Lifestyle – Where you live can make a difference!

It’s very easy when I write about adding height and lifestyle to overly focus on my own situation. I live in the UK, mild and temperate (usually) where there are seasons…

It gets very hot and sunny for a few months in summer (if you are lucky) and very cold and wet and snowy in winter (again, at times). Other times I can get back to the UK from being away and it is incredibly mild, almost warm, in January. Well almost.

I write here about elevators, adding height and lifestyle, but that lifestyle is definitely impacted by temperature and weather. And it’s easy to forget that adding height in, say, Southern California comes with different circumstances to adding the same height in Sweden. It’s nothing drastic but it can make a bit of a difference in both comfort and appearance, and also in fitting in to the current trend. Getting the most from your added height means taking it all into account whether you are buying one pair or planning to try and add pairs to bolster your wardrobe.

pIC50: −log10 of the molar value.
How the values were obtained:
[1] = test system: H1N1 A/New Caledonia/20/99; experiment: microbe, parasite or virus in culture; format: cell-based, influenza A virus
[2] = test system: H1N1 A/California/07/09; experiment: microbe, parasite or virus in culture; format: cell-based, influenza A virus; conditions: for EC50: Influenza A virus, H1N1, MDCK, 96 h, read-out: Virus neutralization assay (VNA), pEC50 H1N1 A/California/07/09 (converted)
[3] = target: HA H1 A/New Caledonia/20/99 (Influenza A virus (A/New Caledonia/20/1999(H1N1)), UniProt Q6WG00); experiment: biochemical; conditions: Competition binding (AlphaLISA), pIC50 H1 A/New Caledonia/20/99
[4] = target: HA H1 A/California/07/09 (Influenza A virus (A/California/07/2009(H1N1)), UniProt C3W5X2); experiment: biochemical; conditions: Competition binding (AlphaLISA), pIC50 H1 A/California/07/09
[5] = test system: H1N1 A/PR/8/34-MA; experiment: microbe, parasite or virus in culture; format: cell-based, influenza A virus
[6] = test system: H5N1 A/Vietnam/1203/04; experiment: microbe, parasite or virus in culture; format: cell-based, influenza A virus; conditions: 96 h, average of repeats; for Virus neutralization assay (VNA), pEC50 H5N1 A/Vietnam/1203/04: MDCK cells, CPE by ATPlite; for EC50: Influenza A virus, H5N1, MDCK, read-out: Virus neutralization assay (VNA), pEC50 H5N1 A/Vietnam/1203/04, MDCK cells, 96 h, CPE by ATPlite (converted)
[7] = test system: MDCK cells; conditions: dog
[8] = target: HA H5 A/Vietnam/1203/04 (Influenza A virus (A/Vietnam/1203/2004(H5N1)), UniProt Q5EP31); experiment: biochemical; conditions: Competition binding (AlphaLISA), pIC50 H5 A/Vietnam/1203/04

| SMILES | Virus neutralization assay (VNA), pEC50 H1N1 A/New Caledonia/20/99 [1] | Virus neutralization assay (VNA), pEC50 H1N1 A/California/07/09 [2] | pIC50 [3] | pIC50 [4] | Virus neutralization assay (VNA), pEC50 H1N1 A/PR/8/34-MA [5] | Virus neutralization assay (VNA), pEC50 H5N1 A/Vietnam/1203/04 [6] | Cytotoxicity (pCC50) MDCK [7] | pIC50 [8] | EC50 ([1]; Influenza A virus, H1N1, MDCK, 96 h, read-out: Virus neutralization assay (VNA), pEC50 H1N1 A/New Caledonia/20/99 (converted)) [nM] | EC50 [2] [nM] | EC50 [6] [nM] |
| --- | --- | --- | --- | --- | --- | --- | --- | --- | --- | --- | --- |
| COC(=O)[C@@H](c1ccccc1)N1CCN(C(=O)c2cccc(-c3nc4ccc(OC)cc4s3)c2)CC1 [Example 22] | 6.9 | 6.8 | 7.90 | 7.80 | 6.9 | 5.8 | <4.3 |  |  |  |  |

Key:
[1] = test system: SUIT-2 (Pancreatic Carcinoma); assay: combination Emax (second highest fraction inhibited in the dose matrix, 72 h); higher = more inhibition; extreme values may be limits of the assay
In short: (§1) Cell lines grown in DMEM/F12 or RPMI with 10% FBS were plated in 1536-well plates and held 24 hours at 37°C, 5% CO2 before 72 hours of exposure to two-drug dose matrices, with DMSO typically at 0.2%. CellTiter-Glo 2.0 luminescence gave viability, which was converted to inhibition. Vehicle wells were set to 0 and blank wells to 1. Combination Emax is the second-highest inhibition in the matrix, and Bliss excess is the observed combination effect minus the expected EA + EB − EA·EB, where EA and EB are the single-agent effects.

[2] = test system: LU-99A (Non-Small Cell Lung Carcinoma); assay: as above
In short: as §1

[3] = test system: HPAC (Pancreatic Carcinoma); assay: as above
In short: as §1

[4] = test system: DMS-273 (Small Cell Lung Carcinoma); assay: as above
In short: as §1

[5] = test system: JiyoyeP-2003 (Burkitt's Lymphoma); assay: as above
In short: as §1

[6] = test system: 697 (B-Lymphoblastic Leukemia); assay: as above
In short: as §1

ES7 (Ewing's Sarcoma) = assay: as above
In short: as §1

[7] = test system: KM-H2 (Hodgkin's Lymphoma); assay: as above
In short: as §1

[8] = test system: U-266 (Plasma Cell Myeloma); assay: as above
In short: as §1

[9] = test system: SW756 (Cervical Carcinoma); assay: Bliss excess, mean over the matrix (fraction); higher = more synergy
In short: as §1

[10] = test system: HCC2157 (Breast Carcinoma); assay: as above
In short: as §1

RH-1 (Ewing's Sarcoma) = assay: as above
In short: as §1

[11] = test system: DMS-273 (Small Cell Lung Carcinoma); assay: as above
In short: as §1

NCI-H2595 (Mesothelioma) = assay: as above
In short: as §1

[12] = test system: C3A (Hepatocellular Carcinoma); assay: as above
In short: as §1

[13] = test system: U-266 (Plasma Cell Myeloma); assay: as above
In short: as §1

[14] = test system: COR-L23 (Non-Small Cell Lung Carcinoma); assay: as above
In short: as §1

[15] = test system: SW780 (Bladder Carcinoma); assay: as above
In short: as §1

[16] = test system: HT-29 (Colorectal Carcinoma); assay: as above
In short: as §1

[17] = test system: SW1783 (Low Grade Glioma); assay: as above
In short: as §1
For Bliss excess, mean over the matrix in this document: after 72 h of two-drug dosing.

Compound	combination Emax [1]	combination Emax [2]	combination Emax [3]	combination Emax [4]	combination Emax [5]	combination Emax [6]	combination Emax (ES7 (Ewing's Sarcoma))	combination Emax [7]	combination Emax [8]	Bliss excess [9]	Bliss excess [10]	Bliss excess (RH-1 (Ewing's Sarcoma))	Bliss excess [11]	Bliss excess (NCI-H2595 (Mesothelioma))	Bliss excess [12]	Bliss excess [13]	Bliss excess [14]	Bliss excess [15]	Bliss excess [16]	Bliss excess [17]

I get quite a few e-mails from guys wanting advice on adding height, as in the past I have posted my e-mail address: and today two guys, one from very cold northern Europe and the other from the hotter part of the USA, both asked me very similar questions about adding height. And the answer, having thought it through, is a bit different. Not dramatically so but there are variations useful to understand. Work, age and social life of course are important, but the general issues surrounding where you live also make a difference that’s worth taking into account to get the best out of what you are buying.

I was basically asked by both guys: “When I am out day-to-day, how easy is it to wear the highest elevators (5 to 6 inches, or 12 to 15cm)” – basically, two different guys want to know what it is like wearing the 6” elevators. The fact that they came from such different places just made me stop and think instead of giving my usual broad answer about comfort and asking them: “what are you gonna wear with them?”. I realised it IS going to be a bit different